Designated a Unesco World Heritage site in 2003, Phong Nha-Ke Bang National Park borders the Laotian Hen Namno national reserve. The Vietnamese side is 340 square miles of near-pristine mountainous evergreen jungle. Formed 400 million years ago, the park sports hundreds of limestone cave systems and crystal clear underground rivers. New cave systems are being discovered annually. On your high-tech map above, the park is located just NW of the city of Dong Hoi.
From Hue, we drove (aka were chauffeured) north on the Ho Chi Minh Highway for 4½ hours. Formerly the Ho Chi Minh Trail, the highway was fully paved in 1995. One section is paved directly over an aircraft runway, visible on both sides of the road and serving as extended road shoulders.
We began and ended our four night stay in the National Park area at Chay Lap Farmstay As suggested by the name, accommodations are located in the heart of farmlands. Kayaks and bicycles are available for guest use. We paddled the river and rode bicycles along the country road. The Farmstay rooms are comfortable, the staff amazing, views to die for, decent wine and pretty good food. Locals found our photo op choices humorous.
After a night at the Farmstay, we embarked on a 3 day 2 night Wild Tu Lan Cave Adventure guided by Oxalis Adventure Tours. Once on board their van we met our fellow trekkers. Ten of us in all. Nationalities included French, British, Austrian, Australian, Vietnamese and two Geezer Americans. It was a compatible fun-loving group. Lot’s of laughter. Zero drama.
The 1½ hour van ride over bumpy rural roads ended at Oxalis Headquarters in Son Trach Village, pop. 3,000. We were briefed and suited-up. The adventure was billed as moderate fitness level. Little did I know…
We forded rivers, scaled mountains, squeezed through narrow cave openings and swam across deep cave rivers fully clothed, boots and all. I made the trip with help from the kind professional Oxalis staff and support of fellow travelers. Had I understood the physical challenges of the adventure, I would have said I can’t do it. But I did! I’m so proud — ripped pants, bruises, aching muscles and all. I learned I am much better at swimming than rock climbing. It was an experience of a life time.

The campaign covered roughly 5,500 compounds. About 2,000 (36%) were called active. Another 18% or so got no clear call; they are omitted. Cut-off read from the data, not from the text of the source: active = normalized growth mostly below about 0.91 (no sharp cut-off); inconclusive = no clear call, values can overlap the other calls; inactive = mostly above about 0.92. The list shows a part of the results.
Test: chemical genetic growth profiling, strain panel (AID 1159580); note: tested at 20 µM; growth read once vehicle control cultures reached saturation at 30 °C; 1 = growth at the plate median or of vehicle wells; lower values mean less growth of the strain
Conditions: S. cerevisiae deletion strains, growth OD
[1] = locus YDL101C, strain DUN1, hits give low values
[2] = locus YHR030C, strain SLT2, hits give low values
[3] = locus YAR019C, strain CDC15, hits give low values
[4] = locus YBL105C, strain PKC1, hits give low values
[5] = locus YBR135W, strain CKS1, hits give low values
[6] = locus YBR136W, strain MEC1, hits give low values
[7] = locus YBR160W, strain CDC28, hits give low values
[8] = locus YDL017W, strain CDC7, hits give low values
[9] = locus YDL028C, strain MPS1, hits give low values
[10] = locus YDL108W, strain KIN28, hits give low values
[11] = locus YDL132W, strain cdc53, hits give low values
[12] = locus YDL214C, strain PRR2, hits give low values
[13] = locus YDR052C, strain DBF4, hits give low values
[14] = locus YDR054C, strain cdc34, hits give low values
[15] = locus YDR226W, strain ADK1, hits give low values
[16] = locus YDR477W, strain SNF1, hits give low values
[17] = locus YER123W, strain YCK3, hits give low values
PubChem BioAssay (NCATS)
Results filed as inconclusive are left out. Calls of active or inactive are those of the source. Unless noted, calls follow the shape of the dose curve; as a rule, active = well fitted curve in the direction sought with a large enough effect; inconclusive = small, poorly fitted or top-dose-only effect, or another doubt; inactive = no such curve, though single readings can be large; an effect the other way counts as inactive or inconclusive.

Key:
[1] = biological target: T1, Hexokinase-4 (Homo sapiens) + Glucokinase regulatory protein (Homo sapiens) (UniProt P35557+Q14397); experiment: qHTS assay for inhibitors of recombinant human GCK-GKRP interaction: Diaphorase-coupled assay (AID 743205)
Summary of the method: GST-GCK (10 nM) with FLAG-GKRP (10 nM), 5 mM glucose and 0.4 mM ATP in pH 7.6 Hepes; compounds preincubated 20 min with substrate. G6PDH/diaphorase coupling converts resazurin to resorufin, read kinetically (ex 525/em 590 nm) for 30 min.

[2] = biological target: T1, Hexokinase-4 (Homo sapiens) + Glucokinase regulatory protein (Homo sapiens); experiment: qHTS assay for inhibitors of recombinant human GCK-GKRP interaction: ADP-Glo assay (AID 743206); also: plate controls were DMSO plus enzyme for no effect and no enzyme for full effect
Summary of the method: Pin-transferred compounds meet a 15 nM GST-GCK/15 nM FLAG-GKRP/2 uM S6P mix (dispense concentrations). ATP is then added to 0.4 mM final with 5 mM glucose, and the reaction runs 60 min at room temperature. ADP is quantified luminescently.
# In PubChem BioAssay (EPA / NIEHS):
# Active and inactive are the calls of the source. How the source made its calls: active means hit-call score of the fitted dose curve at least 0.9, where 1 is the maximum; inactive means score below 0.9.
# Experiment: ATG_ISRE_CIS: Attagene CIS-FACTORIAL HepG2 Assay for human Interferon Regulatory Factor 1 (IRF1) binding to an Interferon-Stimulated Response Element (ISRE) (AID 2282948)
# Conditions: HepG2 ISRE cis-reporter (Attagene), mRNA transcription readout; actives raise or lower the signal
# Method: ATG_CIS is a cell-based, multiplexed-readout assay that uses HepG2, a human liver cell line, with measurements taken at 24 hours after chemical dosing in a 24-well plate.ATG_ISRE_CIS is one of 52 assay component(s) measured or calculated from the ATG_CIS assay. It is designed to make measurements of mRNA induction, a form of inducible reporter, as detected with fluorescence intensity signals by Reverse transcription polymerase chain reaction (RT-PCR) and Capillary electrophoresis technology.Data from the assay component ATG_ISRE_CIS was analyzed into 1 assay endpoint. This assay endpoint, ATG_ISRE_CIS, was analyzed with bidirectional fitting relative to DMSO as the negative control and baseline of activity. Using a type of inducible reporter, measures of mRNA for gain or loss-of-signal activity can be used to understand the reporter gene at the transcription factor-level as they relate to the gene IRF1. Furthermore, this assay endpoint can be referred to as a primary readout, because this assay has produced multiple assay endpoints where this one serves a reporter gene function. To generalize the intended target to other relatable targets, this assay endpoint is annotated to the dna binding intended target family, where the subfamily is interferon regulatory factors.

Each of the 5 caves visited showcases a different personality. The magnificence is overwhelming. We took hundreds of photos. Here’s a small sampling that does not do justice to the overall experience.
We were pampered by a cadre of Porters and staff. Campsites were fully erected and our belongings already delivered when we trekked in. Meals were expertly prepared, delicious, plentiful and diverse. The toilets composting, using giant scoops of rice hulls to aid the process. I learned that night jungle rats have an affinity for rice hulls. Better to shine your flashlight and kick at the toilet before sitting down. Fewer surprises. All equipment was provided. Our job was to show up, rock scramble, swim, gawk, eat, play games and laugh. Applegate Glamping Ladies, we need to up our game!
After 3 days and 2 nights of being lulled to sleep by waterfalls, it was time to leave jungle paradise. We ended where we started. After showers and a chang into clean dry clothes we had a final group meal at a village restaurant. Here are a few photos of Son Trach.
Oxalis delivered us to Chay Lap Farmstay for our final night in the area. First thing, we delivered a giant plastic garbage bag filled with wet mud caked clothes to the hotel laundry. Two hours later, at a cost of $10, we got back a basket of spotless folded clothes. How they got the mud out, i’ll never know. Before bed we shared wine and a light dinner with our new Aussie friends. The next morning it was an early start to Dong Hoi for an eleven hour train ride to Hanoi.